“The system that we use to administer elections is clunky at best and dysfunctional at worst,” asserted Heather K. Gerken, J. Skelly Wright Professor of Law at Yale Law School, as she delivered the Annual John L. Gedid Lecture on Thursday, March 12th. Her talk was entitled The Invisible Election: Why Our System Isn't Working and How to Fix It
The program opened with a video introduction from Dean Linda Ammons
, who said, “Good evening ladies in gentlemen in Harrisburg and here in Wilmington, Delaware as well, and on behalf of the faculty, students, and staff of the Widener University School of Law, I welcome you to the 3rd Annual John L. Gedid Lecture,” adding, “in the John Gedid Lecture, the Widener faculty recognizes the contributions of Professor John Gedid
to this law school and to the legal profession.” She noted that Professor Gedid is “a valued mentor and an esteemed colleague” and thanked him for all that he does before turning the event over to Assistant Professor Michael Dimino
, who introduced Professor Gerken.
“She is among the foremost election law authorities in the country, and is perhaps the foremost authority in election law in the country,” offered Professor Dimino in introducing featured speaker Heather Gerken, adding that “Those of us who are personally acquainted with her know that she is far more than this set of amazing accomplishments.”
“Well, I will just tell you that there is no way that any of this is going to live up to that introduction,” joked Professor Gerken as she took to the podium. She discussed a proposal made by President Barack Obama when he was a Senator to create a “Democracy Index” that would serve as a ranking of states and localities “based on how well their elections are run.” She said of the proposal, “In my mind, this is the first and most useful step that we could take to improve our badly administered election system.”
Professor Gerken described the election problems encountered in Florida in 2000 and Ohio in 2004 as fundamental. She labeled those problems the “Invisible Election.” She indicated that too much time was spent thinking about the flaws and coming up with theoretical solutions, and that not enough time was devoted to making practical changes in the system. Enumerating some of the problems, she discussed the variety of mistakes that lead to votes being discarded as well as the potential for malicious voter fraud.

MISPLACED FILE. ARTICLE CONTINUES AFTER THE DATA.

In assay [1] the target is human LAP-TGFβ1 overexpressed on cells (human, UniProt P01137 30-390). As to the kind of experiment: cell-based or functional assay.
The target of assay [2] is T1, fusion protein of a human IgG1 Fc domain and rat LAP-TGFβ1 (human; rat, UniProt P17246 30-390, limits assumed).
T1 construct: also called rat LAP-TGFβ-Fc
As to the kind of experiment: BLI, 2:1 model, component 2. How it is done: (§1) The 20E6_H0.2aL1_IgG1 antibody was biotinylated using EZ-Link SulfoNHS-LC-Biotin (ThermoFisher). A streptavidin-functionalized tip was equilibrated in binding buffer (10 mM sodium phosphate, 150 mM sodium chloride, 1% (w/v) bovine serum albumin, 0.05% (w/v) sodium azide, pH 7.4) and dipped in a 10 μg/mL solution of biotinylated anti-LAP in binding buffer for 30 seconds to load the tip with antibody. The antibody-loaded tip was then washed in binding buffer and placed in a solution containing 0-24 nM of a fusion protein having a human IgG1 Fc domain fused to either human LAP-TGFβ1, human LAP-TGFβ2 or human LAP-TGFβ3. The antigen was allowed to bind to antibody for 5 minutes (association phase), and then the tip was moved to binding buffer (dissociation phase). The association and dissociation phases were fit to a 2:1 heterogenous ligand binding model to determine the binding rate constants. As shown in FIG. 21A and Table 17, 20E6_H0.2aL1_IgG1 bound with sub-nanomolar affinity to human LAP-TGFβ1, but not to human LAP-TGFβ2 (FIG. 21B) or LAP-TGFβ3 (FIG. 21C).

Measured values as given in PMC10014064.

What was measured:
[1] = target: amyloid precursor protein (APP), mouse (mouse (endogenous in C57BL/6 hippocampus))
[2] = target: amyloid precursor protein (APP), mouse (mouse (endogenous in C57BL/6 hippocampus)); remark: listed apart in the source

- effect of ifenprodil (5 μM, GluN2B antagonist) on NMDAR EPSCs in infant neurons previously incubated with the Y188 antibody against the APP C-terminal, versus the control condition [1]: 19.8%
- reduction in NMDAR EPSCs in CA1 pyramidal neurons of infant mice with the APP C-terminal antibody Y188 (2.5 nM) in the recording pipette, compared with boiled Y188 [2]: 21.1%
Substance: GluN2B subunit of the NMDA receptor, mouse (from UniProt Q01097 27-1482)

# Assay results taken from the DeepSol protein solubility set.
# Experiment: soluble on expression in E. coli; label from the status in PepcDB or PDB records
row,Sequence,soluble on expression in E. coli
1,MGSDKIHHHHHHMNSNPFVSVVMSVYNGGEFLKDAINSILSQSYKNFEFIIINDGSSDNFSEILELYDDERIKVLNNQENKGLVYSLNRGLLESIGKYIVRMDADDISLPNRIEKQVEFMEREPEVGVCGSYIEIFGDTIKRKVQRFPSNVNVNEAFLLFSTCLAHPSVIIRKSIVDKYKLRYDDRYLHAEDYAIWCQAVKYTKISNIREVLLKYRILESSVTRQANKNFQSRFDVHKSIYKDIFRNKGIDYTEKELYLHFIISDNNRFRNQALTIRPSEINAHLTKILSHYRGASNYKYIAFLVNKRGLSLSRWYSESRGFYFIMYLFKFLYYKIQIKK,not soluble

“Despite all this, nothing has happened since 2000 to make our election system better,” asserted Gerken after noting that the events in Florida and Ohio should have served as the necessary impetus for change. “Even a debacle like the 2000 election prompted only the most modest of changes,” she noted, adding, “If that’s not a sign that we need a new approach to election reform, I don’t know what is.” She discussed the factors working against reform, citing partisanship and localism as the two biggest culprits.
Professor Gerken concluded her talk with the affirmation that a system liked the one proposed by Obama would be a modest first step that would help begin reform in the election system. She took questions from the audience following her lecture, addressing measuring counties in addition to states, the potential for disagreement about what data to collect, and using the adversarial nature of partisanship to spark reform.
A graduate of Princeton University and the University of Michigan Law School, Professor Gerken specializes in election law, constitutional law, and civil procedure. An expert on voting rights and election law, she served as a law clerk for Judge Stephen Reinhardt of the U.S. Court of Appeals for the Ninth Circuit and for Justice David H. Souter of the United States Supreme Court. Before joining the Yale faculty in 2006, she served as an Assistant Professor at Harvard Law School. She has frequently served as a commentator for national media outlets including The New York Times, NBC News, the Lehrer News Hour, CNN, NPR, The New Yorker
, and MSNBC.
Widener Law began the John L. Gedid lecture series in April 2007 to honor Professor John L. Gedid, who has been a leading figure on the Harrisburg campus since it opened in 1989. Gedid served as the vice dean for the Harrisburg campus for the first six years of its existence, a role he has again filled for the last two years. A beloved professor and active public servant, he also directs the school’s Law & Government Institute